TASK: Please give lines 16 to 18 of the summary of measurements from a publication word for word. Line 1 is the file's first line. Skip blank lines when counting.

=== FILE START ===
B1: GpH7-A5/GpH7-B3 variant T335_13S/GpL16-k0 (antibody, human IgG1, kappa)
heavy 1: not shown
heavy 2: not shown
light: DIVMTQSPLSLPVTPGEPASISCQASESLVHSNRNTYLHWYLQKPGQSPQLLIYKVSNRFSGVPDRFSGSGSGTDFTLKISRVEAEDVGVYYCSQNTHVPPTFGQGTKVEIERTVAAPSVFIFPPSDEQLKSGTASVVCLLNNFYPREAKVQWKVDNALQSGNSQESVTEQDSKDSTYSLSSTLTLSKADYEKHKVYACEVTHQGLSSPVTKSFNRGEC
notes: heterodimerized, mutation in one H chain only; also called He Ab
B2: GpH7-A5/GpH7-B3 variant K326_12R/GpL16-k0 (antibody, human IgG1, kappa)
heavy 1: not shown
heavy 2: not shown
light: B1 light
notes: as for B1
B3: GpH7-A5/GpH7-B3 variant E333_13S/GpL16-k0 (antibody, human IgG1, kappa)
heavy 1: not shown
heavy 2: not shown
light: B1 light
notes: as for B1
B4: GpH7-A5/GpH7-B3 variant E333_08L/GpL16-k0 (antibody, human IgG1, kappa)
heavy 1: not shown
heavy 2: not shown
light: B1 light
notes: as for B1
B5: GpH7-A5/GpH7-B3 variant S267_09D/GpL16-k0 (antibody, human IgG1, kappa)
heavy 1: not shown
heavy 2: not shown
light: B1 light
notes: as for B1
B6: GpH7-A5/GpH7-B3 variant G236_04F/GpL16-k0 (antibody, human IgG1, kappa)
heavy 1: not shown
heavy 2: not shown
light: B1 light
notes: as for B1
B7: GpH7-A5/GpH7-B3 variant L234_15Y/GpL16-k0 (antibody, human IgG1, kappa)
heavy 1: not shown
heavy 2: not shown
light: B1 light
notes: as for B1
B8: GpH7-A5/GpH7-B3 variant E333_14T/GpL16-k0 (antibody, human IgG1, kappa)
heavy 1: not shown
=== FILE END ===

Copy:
B4: GpH7-A5/GpH7-B3 variant E333_08L/GpL16-k0 (antibody, human IgG1, kappa)
heavy 1: not shown
heavy 2: not shown